Inquisitive: An effective learner today also needs to be curious, a problem solver who is persistent in their search for the answer. To be effective in our teaching and learning we need to encourage the learner to wonder and probe deeper in their search for knowledge. Using the Inquiry Based Learning Model in Education today has ensured this will happen, you don’t need to look too far to find thousands of articles on the subject. On the website- Eduwebinar there is a list of over 70 web tools to support inquiry based learning. Ranging from the Inquiry phase, Exploring and locating information to sharing and evaluating that information.

Focused: There are so many distractions around us today and with the avalanche of knowledge and information out there, it is very easy to become preoccupied or overwhelmed by it all – especially through hyperlinks and social media! To remain an effective and efficient learner we need to stay focused on the task and I love the phrase Kelly used…“the grass is always greener in a new tab!”

Predictions of the future.

I vividly remember having to write an essay in the early 90’s as part of my Grad Dip course in Teacher Librarianship at Melbourne University – “Libraries without walls”…it seemed a slight possibility then and look at the advances in Technology now…so I can’t possibly imagine what is in store for us in the future..one can only dream and imagine!    We just have to ensure as a profession that we are an important part of that future.


							
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Unit 5 : Refine the Web

Searching the Web

The topic I chose was American History since this is a Year 10 subject my daughter is studying at present. I decided to narrow my search to the term American Revolution and compared results on four search enginesGoogle, Duck Duck Go, Bing and InstaGrok.

InstaGrok interestingly was “down due to Maintenance” which narrowed my search to 3 search engines.

Google offered much more than the other 2 search engines , particularly with the new addition of the Knowledge Graph which gave a brief summary of the American Revolution with images and offered a site showing the timeline of the Revolution, 10 sites from Wikipedia and access to Liberty, an American documentary mini-series about the Revolution through a very good site  the History Channel. I also narrowed my search to the reading level -Intermediate. Searches related to american revolution also brought up american revolution for kids, movies, causes, quotes,dates and even essays- all which were found to be worthwhile sites after investigation. There was also a good site for teachers with lesson plans.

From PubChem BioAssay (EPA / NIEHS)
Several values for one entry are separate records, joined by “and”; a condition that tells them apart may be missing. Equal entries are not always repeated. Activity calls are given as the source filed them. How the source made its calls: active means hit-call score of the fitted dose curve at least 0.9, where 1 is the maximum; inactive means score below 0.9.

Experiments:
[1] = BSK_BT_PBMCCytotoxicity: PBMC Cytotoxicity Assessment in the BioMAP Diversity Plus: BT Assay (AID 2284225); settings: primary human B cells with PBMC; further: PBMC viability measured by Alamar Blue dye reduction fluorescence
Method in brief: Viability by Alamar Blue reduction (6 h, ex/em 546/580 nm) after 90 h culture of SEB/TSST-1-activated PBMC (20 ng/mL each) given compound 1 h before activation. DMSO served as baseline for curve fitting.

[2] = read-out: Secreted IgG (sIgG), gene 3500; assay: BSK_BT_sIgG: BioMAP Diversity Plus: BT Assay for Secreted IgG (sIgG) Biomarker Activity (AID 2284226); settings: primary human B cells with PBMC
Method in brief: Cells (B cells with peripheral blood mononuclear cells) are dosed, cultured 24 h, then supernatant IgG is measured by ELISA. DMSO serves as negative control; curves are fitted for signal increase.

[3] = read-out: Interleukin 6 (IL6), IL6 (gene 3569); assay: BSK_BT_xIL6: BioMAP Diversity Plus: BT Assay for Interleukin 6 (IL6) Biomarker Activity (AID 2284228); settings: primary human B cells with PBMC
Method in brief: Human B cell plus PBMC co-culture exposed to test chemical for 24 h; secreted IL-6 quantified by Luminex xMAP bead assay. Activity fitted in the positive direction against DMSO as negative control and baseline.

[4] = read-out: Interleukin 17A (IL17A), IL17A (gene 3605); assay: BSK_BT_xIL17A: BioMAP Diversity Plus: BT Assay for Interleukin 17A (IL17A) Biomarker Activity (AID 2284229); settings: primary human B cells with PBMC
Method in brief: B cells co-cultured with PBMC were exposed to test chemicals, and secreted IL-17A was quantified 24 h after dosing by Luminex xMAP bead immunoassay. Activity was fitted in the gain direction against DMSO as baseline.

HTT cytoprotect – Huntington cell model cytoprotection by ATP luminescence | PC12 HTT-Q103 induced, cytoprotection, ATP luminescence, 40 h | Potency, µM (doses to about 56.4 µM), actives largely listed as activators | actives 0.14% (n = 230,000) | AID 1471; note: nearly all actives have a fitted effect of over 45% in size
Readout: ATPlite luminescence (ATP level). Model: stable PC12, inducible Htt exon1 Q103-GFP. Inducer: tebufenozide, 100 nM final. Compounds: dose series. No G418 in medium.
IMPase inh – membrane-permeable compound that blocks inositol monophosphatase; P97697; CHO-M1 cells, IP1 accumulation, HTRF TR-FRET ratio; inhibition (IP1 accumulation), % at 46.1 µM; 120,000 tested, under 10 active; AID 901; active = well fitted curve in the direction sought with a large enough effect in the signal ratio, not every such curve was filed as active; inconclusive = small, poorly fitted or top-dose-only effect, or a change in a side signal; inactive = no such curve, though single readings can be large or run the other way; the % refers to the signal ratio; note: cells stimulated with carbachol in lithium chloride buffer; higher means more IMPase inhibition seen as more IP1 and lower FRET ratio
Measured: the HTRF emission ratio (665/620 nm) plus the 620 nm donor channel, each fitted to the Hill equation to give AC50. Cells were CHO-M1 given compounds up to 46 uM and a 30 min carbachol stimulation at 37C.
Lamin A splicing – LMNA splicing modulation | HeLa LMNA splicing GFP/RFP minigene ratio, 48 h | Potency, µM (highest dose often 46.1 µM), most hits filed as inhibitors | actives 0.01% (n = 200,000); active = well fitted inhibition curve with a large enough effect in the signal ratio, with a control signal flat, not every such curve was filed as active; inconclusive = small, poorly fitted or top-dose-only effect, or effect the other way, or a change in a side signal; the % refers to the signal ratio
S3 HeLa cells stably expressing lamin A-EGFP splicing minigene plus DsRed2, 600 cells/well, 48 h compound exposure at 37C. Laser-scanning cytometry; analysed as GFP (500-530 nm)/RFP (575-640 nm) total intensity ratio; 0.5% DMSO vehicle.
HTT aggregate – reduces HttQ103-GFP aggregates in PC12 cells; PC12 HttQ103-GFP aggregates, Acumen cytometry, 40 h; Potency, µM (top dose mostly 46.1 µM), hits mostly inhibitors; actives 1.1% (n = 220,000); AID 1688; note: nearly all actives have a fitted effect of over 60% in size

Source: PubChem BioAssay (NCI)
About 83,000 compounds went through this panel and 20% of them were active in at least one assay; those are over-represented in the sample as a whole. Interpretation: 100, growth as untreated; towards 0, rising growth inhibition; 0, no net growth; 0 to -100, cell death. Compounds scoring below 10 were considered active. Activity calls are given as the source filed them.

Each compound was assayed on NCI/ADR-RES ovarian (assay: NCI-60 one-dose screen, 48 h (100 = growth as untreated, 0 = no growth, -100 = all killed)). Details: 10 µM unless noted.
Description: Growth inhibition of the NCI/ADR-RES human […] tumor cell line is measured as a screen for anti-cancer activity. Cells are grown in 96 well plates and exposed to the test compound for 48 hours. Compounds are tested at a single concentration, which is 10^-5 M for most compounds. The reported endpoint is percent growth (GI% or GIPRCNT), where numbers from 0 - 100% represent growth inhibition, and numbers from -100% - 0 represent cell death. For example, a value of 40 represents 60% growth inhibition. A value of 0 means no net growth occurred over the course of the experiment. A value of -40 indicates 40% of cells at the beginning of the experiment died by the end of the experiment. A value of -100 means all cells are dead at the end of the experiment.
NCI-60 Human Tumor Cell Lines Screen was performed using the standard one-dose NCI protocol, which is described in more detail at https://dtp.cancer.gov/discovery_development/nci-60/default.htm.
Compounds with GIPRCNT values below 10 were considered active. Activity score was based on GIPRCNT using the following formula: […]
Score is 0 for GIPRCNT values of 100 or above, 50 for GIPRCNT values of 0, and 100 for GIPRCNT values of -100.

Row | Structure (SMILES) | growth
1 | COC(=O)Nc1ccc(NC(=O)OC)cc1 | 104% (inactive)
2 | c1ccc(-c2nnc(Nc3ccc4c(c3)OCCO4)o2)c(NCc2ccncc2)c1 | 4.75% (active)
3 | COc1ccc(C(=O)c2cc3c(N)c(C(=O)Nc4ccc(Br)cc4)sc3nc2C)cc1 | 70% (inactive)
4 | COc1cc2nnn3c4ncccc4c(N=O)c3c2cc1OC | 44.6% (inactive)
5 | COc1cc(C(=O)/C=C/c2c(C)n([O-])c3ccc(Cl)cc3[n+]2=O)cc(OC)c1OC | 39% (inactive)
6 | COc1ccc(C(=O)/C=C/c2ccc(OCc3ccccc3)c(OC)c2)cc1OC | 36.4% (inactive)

Duck Duck Go was another  search engine with an easy to read screen but perhaps a bit more limited in its searches. It did offer a timeline, a good definition of the American Revolution and on the side panel suggested searches on Wikipedia, the History Channel, Britannica.com and even a Facebook page along with kidport.com  another useful website which has thousands of web pages that you can surf around by Year Level K-8 and  subject or by reference library subject and topic area . The only drawback and distraction was the advertisements and games that kept popping up during the search on Duck Duck Go.

Bing on the other hand looked a lot like Google with  search tools allowing you to choose the colour and size of your images and was not as busy or distracting as Duck Duck Go. Related searches were good and it also offered the Causes of the American Revolution, Weapons used and the History of the Revolution. Bing also offered similar sites to Duck Duck Go to visit . Overall my first choice of search engine for effectiveness would have to be Google for the depth of their searches.

Evaluating Resources